Despite its location on lively MacCurtain Street, Hotel Isaacs is a tranquil pocket thanks to a courtyard backed by a waterfall. Period features are retained – think exposed beams and metal pillars – but contemporary touches and double-glazed windows mean that comfort is assured. Book a ground-floor room for enclosed courtyard access. Boasting the award-winning Greenes Restaurant and cocktail bar, Cask, it’s a reflection of the city’s stellar drinking and dining scene.

Imperial Hotel

The Imperial hits the mark with its city centre location and luxurious Escape Spa. But it’s the history that make this grand hotel so fascinating. Celebrating its 200-year anniversary in 2016, the Imperial has welcomed literary icons Sir Walter Scott and Charles Dickens and actors Dame Angela Lansbury and Maureen O’Hara. Its real claim to fame is that revolutionary leader Michael Collins stayed here in August 1922, just days before he was killed in ambush in West Cork. The 125 bedrooms here are more modern than the lobby suggests.

River Lee Hotel

This contemporary, glass-fronted hotel sits on the banks of the River Lee, less than 10-minutes walk from the city centre. With all the amenities of a up-to-date hotel – gym, fitness classes, 24-hour room service, concierge and a 20 metre pool – it channels a feeling of calm with its understated decor and floor-to-ceiling windows. When you come out of the hotel, turn right for the city centre and left to explore the neighbouring University College Cork.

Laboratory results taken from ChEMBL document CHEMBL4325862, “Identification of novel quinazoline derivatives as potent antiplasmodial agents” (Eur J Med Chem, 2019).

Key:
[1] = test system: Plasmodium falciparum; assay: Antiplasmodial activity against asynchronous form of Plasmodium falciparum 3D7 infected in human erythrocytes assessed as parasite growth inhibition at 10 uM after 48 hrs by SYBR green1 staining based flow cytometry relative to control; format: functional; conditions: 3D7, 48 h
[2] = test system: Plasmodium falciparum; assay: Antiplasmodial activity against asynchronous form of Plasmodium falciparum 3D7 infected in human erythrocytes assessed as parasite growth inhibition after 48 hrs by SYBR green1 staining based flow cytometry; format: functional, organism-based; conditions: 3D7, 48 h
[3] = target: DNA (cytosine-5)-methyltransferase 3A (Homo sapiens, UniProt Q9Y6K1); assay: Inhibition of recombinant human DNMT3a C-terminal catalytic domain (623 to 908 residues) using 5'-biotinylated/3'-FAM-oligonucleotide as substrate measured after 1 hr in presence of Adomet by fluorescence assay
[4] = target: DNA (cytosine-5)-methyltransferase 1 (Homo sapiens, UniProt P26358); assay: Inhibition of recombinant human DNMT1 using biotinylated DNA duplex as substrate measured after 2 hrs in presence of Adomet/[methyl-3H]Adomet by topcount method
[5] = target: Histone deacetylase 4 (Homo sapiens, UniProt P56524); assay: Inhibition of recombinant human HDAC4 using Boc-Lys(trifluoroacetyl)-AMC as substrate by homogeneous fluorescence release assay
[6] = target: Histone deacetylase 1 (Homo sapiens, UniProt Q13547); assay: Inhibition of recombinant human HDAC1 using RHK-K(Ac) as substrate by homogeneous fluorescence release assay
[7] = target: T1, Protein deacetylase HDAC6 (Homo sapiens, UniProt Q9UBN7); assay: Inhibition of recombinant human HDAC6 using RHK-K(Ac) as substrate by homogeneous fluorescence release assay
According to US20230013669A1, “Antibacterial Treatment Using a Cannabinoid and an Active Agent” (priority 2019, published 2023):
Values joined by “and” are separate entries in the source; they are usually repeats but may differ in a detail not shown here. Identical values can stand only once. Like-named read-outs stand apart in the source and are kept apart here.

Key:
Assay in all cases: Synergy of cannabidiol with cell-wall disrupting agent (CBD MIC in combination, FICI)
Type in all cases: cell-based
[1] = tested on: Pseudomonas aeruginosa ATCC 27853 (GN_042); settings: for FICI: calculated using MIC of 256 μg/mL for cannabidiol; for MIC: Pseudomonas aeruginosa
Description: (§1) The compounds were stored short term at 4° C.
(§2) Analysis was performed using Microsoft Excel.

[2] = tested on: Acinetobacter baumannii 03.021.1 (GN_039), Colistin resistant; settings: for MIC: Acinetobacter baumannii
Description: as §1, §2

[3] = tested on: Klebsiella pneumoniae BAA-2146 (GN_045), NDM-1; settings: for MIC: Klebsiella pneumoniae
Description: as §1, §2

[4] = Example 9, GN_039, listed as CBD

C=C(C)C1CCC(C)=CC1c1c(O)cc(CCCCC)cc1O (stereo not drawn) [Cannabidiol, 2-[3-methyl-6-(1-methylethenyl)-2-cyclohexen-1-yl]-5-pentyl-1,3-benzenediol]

Hayfield Manor

A former estate of Cork merchants, the Hayfield Manor was rebuilt in 1996 and established as Cork’s first five-star hotel. A family-owned and family-run hotel, service is the best around – some staff have been here since its opening – and guests are greeted with a warm Irish welcome from the top-hatted doorman. The luxurious surroundings extend to the rooms, each benefitting from Elemis products, king-size orthopaedic beds and even golf putters to work on your technique. Book the magnificent 1,200 square foot master suite for a private drawing room and “his and hers” bathrooms.